While objective facts must support a frisk, an officer’s subjective beliefs are at least relevant evidence on how objective it is. “In short, an officer’s subjective fear or belief that a stopped person is armed and presently dangerous is not individually controlling on the question of reasonableness of a frisk. It is not indispensable, but it is not to be ignored.” State v. Bannon, 2017 Kan. LEXIS 396 (July 28, 2017):
We agree with the Utah Supreme Court that testimony about an officer’s subjective belief, if any, may be a factor to consider when applying the objective reasonableness test used for evaluating the constitutionality of a Terry frisk. This holding is consistent with this court’s earlier observation that reasonableness based on the totality of the circumstances is viewed “‘in terms as understood by those versed in the field of law enforcement.'” State v. DeMarco, 263 Kan. 727, 734, 952 P.2d 1276 (1998).
“‘When evaluating these factors, we judge the officer’s conduct in light of common sense and ordinary human experience. [Citation omitted.] “Our task … is not to pigeonhole each purported fact as either consistent with innocent travel or manifestly suspicious,” [citation omitted], but to determine whether the totality of the circumstances [justifies] the detention. [Citation omitted.] We make our determination with deference to a trained law enforcement officer’s ability to distinguish between innocent and suspicious circumstances, [citation omitted], remembering that reasonable suspicion represents a “minimum level of objective justification,” which is “considerably less than proof of wrongdoing by a preponderance of the evidence.”‘ United States v. Sokolow, 490 U.S. 1, 7, 109 S. Ct. 1581, 1585, 104 L. Ed. 2d 1 [(1989)]’ [United States v. Mendez,] 118 F.3d [1426,] 1431 [(10th Cir. 1997)].” DeMarco, 263 Kan. at 735.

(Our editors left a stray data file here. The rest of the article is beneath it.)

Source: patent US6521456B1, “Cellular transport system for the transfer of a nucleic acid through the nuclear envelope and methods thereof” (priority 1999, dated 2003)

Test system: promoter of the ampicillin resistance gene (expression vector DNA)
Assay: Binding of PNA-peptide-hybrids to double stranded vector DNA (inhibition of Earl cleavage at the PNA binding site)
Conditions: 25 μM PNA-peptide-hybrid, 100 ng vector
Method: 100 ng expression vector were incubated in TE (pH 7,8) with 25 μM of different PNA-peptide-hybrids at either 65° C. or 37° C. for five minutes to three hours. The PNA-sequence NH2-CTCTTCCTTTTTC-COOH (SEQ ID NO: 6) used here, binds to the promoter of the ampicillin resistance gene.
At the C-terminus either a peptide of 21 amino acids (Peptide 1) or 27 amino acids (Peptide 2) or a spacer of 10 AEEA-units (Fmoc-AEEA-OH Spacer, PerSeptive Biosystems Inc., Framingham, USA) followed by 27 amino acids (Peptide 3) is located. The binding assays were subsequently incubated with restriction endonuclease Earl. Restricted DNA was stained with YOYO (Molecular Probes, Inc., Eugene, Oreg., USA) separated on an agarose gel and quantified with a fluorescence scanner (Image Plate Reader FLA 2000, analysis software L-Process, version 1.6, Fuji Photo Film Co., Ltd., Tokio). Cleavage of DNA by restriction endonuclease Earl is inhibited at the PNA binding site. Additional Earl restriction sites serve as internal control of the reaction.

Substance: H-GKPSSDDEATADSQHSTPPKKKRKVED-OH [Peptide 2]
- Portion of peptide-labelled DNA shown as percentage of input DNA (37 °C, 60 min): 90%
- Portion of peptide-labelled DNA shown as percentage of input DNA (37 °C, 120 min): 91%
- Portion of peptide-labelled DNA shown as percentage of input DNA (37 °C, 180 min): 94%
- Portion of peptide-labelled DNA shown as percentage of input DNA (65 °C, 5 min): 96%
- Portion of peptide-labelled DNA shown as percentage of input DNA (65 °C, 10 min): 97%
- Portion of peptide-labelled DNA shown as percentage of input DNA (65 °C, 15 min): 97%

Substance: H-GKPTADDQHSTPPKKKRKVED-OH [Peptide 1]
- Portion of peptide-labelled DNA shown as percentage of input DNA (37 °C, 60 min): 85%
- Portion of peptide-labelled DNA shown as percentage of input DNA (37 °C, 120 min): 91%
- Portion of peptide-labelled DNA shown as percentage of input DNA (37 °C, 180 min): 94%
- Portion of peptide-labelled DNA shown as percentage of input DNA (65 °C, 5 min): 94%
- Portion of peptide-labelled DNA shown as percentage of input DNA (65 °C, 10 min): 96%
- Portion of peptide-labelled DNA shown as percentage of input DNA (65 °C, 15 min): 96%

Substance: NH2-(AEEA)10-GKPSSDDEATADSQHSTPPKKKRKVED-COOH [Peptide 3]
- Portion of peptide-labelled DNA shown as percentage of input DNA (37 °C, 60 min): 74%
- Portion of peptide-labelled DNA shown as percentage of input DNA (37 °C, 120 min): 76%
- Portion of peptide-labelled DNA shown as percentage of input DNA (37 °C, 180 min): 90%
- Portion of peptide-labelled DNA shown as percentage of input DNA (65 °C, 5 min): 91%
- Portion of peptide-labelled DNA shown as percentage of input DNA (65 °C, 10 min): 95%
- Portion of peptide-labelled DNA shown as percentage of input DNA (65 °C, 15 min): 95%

In short, an officer’s subjective fear or belief that a stopped person is armed and presently dangerous is not individually controlling on the question of reasonableness of a frisk. It is not indispensable, but it is not to be ignored.
Because the Court of Appeals panel incorrectly treated the fact that “the officers never testified they were concerned for their safety or the safety of others” as a dispositive negative determinant on the constitutionality of the Terry frisk, we reverse its decision and remand this case to the panel to apply the correct legal standard. The question under Terry’s second prong is objective: whether an officer would reasonably suspect that the person stopped is armed and presently dangerous. And any testimony on the officer’s actual subjective belief or suspicion on that point is just one factor to consider in the totality of the circumstances.